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# Invariant subspace

In mathematics, an invariant subspace of a linear mapping $T : V \rightarrow V$ over some vector space V is a subspace W of V such that T(W) is contained in W. An invariant subspace of T is said to be T invariant. The restriction of T to the invariant subspace is denoted

T | W

Certainly V itself, and the subspace {0}, are trivially invariant subspaces for every linear operator VV. There may be no non-trivial invariant subspace of V, such as a rotation of a two-dimensional real vector space.

Another example: let v be an eigenvector of T, i.e. Tv = λv. Then W = span {v} is T invariant.

## Over finite dimensional vector spaces

Over a finite dimensional vector space every linear transformation $T : V \rightarrow V$ can be represented via a matrix.

Suppose now W = span { v1, ..., vk} is a T invariant subspace. We shall complete vj into a basis B of V. Then the matrix of T with respect to the basis B will be as follows:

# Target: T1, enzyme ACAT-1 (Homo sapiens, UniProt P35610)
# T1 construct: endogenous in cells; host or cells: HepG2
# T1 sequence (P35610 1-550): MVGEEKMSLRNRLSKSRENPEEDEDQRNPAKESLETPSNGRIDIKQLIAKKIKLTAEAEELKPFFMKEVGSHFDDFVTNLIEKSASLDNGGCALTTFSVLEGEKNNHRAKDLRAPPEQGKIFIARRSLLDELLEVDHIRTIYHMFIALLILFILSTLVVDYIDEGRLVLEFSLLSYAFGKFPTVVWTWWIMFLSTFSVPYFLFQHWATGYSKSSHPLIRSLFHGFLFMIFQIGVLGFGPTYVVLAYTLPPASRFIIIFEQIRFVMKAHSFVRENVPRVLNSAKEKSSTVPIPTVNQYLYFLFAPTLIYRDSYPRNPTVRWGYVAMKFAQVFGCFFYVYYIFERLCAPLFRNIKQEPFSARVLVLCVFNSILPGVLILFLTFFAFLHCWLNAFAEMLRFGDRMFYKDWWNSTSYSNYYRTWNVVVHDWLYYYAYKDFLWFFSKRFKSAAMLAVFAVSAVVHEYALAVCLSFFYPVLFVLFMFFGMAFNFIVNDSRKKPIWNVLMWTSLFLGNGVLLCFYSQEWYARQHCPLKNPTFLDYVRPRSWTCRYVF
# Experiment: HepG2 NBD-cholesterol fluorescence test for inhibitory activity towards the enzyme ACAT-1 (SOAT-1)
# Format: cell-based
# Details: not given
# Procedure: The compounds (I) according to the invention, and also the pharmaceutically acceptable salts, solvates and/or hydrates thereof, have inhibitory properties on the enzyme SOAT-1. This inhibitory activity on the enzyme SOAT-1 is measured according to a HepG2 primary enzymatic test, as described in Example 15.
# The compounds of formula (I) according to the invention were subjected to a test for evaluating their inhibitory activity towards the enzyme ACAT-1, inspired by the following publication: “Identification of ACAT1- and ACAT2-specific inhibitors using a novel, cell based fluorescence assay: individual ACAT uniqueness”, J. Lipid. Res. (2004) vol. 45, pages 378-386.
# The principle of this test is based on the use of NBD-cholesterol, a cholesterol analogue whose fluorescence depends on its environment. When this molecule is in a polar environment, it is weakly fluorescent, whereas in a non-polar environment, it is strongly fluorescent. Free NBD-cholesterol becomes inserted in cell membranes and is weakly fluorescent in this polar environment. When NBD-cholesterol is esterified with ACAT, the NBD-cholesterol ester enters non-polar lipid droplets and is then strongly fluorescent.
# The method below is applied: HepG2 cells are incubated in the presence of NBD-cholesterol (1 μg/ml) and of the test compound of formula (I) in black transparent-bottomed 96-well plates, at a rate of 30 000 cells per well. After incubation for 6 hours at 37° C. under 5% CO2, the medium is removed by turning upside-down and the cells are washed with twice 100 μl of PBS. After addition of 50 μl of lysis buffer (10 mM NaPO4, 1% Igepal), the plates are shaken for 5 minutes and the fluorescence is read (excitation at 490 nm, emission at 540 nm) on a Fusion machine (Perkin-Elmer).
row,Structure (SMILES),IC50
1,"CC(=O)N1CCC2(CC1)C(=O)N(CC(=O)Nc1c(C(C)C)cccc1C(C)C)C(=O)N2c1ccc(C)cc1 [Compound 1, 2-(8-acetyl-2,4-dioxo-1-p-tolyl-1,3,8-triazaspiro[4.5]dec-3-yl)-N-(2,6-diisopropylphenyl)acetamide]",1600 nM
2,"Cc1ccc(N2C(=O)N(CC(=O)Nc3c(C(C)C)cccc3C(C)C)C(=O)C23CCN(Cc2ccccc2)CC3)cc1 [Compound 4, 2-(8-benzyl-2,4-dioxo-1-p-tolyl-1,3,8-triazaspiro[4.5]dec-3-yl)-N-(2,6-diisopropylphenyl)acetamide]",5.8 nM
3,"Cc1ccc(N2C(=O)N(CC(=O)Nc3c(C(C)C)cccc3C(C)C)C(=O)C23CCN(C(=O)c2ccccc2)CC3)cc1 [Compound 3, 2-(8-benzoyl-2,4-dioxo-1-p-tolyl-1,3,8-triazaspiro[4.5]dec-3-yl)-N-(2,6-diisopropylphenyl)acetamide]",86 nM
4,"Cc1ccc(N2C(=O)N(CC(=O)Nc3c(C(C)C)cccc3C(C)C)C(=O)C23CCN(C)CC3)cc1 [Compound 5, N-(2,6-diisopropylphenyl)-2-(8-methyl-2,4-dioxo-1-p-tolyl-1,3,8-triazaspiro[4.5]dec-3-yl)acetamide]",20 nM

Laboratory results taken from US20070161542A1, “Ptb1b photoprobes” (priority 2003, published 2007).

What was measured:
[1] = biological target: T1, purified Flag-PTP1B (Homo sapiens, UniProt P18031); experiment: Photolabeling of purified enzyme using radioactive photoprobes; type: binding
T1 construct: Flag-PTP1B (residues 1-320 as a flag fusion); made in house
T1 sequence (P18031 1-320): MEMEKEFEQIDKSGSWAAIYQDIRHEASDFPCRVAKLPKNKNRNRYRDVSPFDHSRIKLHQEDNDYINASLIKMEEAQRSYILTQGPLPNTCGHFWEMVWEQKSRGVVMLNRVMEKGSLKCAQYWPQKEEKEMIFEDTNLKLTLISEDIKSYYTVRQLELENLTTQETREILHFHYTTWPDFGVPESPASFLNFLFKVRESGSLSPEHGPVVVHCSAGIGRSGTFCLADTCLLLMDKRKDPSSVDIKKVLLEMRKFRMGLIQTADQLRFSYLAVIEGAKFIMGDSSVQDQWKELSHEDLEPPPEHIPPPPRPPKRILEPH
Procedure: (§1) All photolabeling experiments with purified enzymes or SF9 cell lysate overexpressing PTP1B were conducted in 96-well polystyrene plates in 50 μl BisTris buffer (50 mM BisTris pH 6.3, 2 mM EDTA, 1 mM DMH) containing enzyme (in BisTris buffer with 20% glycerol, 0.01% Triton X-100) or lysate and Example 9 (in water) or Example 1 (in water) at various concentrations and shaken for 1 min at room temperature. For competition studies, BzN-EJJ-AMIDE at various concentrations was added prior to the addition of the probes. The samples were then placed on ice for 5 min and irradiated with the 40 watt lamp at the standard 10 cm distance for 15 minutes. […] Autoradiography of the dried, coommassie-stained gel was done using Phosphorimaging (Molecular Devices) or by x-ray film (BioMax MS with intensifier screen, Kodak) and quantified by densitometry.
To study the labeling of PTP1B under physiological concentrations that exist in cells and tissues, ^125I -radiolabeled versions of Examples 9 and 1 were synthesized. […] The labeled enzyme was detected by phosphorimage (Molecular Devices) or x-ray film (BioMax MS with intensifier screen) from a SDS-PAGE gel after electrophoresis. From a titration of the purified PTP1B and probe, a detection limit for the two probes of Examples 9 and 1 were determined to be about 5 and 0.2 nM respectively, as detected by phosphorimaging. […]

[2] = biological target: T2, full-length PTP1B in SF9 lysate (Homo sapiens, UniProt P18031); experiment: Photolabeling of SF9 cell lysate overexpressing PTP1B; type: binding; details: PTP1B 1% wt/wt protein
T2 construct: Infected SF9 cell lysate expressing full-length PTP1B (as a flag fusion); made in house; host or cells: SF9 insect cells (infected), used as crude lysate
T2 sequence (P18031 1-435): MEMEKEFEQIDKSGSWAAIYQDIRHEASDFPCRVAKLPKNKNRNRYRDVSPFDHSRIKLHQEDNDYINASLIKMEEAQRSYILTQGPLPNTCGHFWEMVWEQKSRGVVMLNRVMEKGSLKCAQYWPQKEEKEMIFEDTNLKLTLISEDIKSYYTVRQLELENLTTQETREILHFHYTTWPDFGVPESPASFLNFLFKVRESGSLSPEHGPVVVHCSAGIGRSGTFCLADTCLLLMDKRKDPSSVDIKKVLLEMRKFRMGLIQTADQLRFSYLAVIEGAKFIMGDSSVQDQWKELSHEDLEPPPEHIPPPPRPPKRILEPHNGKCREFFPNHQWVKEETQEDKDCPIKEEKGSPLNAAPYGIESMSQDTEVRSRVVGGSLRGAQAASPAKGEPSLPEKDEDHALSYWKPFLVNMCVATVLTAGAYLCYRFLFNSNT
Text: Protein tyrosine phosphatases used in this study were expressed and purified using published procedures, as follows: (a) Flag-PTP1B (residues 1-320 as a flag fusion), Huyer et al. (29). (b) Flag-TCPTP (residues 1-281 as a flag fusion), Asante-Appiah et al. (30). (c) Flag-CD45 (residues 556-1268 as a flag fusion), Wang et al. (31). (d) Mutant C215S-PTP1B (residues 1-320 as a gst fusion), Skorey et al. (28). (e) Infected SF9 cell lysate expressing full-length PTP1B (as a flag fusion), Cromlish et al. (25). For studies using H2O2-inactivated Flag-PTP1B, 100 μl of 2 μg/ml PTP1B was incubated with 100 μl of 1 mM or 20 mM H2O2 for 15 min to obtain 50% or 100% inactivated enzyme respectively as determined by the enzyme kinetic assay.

$[T]_B = \begin{bmatrix} [T]_B |_W & * \\ 0 & * \end{bmatrix}$

where the upper-left block express the fact that each image of vector of W is in W itself since it is a linear combination of vectors in W.

## The general case

The invariant subspace problem concerns the case where V is a Hilbert space over the complex numbers, of dimension > 1, and T is a bounded operator. It asks whether T always has a non-trivial closed invariant subspace. This problem is unsolved (2005). In case V is only assumed to be a Banach space, it was shown in 1984 by Charles Read that there are counterexamples.

More generally, invariant subspaces are defined for sets of operators (operator algebras, group representations) as subspaces invariant for each operator in the set.

03-10-2013 05:06:04